Acting Director, Registration Division, Office of Pesticide Programs.
Summary of Petition
The petitioner summary of the pesticide petition is printed below
as required by section 408(d)(3) of the
FFDCA. The summary of the petition was prepared by the petitioner and
represents the view of the petitioner. EPA is publishing the petition
summary verbatim without editing it in any way. The petition summary
announces the availability of a description of the analytical methods
available to EPA for the detection and measurement of the pesticide
chemical residues or an explanation of why no such method is needed.
EPA has received a pesticide petition (2F4075) from BASF
Corporation, P.O. Box 13528, Research Triangle Park, NC 27709-3528
proposing, pursuant to section 408(d) of the Federal Food, Drug, and
Cosmetic Act (FFDCA), 21 U.S.C. 346a(d), to amend 40 CFR part 180 by
establishing a tolerance for residues of sethoxydim, 2-[1-
one and its metabolites containing the 2-cyclohexen-1-one moiety
(calculated as the herbicide) in or on the raw agricultural commodity
(RAC) corn, sweet (K+CHR at 0.4 part per million (ppm); corn, sweet,
forage at 3.0 ppm; corn, sweet, stover at 3.5 ppm; milk at 0.5 ppm;
cattle, meat byproduct, at 1.0 ppm; goat, meat byproduct at 1.0 ppm;
hog, meat byproduct at 1.0 ppm; horse, meat byproduct at 1.0 ppm; and
sheep, meat by product at 1.0 ppm. EPA has determined that the petition
contains data or information regarding the elements set forth in
section 408(d)(2) of the FFDCA; however, EPA has not fully evaluated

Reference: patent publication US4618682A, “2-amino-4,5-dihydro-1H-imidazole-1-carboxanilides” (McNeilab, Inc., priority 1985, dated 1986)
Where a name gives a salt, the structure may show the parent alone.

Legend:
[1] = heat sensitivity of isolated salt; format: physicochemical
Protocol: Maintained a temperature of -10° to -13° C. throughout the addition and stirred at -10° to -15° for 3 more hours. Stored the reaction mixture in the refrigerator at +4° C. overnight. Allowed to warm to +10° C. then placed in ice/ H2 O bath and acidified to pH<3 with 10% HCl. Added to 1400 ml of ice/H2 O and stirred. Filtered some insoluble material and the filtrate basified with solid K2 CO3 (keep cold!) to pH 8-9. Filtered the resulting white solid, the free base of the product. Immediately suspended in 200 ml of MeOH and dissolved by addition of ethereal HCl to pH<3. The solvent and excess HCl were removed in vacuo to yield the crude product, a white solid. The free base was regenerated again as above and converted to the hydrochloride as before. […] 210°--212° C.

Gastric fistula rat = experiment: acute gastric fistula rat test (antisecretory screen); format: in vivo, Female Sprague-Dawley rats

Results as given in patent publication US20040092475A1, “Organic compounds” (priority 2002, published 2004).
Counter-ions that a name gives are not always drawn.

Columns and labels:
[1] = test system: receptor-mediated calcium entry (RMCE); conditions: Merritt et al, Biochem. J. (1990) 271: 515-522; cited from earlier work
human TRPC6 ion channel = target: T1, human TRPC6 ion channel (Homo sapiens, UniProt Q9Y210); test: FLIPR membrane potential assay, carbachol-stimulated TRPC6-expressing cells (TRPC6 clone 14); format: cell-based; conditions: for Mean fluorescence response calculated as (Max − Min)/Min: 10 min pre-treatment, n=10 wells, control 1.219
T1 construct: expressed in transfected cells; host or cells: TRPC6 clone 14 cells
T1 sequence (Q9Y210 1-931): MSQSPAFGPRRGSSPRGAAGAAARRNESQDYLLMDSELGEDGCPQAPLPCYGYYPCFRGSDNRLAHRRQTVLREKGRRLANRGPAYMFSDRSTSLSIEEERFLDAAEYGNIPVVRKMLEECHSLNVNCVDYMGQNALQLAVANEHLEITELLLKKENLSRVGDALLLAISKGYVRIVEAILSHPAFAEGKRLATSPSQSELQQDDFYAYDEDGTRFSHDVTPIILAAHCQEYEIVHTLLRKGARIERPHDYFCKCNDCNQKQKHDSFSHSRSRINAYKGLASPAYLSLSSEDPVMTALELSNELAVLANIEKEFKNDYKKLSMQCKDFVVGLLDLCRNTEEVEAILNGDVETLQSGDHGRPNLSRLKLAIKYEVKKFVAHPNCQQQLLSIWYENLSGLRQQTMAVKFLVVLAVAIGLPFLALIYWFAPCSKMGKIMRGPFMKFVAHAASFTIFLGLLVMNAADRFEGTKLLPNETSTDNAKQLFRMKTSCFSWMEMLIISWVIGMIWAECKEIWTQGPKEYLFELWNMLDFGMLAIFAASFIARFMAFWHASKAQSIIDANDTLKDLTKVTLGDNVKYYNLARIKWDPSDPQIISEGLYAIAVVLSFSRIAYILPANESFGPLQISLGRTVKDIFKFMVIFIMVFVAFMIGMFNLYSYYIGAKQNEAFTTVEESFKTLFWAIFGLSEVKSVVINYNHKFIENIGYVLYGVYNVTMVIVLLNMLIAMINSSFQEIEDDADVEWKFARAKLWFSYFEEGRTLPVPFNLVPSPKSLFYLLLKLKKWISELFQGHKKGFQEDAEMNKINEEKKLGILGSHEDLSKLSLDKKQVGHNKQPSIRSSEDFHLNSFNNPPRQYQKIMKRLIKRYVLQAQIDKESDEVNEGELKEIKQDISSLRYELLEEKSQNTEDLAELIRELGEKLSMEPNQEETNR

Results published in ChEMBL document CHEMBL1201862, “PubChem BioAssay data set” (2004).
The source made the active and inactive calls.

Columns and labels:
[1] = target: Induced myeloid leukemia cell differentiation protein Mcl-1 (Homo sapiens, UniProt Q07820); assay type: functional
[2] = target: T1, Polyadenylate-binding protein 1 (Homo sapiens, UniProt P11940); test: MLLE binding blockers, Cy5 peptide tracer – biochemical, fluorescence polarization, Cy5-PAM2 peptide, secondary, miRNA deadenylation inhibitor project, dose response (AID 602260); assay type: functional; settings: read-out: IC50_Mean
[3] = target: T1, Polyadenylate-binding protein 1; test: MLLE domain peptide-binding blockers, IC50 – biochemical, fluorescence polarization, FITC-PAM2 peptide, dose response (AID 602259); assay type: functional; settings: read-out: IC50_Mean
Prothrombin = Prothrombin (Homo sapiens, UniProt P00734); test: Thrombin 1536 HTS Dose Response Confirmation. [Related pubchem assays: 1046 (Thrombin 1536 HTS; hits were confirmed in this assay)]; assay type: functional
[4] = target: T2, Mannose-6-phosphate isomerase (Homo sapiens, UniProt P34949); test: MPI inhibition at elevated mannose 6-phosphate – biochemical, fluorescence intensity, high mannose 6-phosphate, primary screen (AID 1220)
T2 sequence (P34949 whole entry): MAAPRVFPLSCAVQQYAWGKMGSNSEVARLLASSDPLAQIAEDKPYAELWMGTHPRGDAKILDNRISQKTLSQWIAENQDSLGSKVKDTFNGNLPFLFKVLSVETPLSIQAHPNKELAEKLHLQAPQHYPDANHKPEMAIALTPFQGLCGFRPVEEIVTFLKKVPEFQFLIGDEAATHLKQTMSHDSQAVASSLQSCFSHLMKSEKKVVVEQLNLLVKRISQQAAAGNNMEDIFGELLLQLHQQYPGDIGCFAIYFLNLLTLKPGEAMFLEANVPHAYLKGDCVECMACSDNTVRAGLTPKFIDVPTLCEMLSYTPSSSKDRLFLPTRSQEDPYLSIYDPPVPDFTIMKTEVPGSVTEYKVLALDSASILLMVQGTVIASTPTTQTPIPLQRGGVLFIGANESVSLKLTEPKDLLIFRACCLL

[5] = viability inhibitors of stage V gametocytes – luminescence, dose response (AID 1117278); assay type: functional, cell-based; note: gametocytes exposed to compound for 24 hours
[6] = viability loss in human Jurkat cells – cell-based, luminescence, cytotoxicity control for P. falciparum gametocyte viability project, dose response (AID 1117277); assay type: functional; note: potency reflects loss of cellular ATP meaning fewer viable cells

the sufficiency of the submitted data at this time or whether the data
support granting of the petition. Additional data may be needed before
EPA rules on the petition.
A. Residue Chemistry
1. Plant metabolism. The qualitative nature of the residues in
plants and animals is adequately understood for the purposes of
2. Analytical method. Analytical methods for detecting levels of
sethoxydim and its metabolites in or on food with a limit of detection
that allows monitoring of food with residues at or above the levels set
in these tolerances were submitted to EPA. The proposed analytical
method involves extraction, partition, and clean-up. Samples are then
analyzed by gas chromatography with sulfur-specific flame photometric
detection. The limit of quantitation is 0.05 ppm.
3. Magnitude of residues. Sweet corn at 14 locations throughout the
major sweet corn-growing regions of the United States were treated with
Poast herbicide, in order to determine the magnitude of the residue in
or on sweet corn RAC samples. The applications were applied over the
top of the ``sethoxydim-resistant'' hybrid corn plants at the target
rate of 0.3 pounds active ingredient per acre (lb ai/A) in two
sequential applications, for a maximum seasonal rate of 0.6 lb ai/A.
There was a 10-day target interval between applications, with the last
application occurring 30 days prior to the anticipated fresh corn
Fresh corn, forage, and stover samples were analyzed by common
moiety methods that determine both parent plus metabolites. The highest
individual total residues as parent equivalent for fresh corn, forage,
and stover were 0.36, 2.67, and 3.32 ppm, respectively. The residue
decline site showed trends in decreasing residues with increasing pre-
harvest intervals (PHI) in fresh corn and forage. There was no decline
trend for stover as residues remained somewhat consistent through the
71-91 DALA sampling.
B. Toxicological Profile
1. Acute toxicity. Based on the available acute toxicity data,
sethoxydim does not pose any acute dietary risks. A summary of the
acute toxicity studies follows:
i. Acute oral toxicity, rat. Toxicity Category III; lethal dose
(LD50) = 3,125 milligrams/kilogram (mg/kg) (male), 2,676 mg/
ii. Acute dermal toxicity, rat. Toxicity Category III;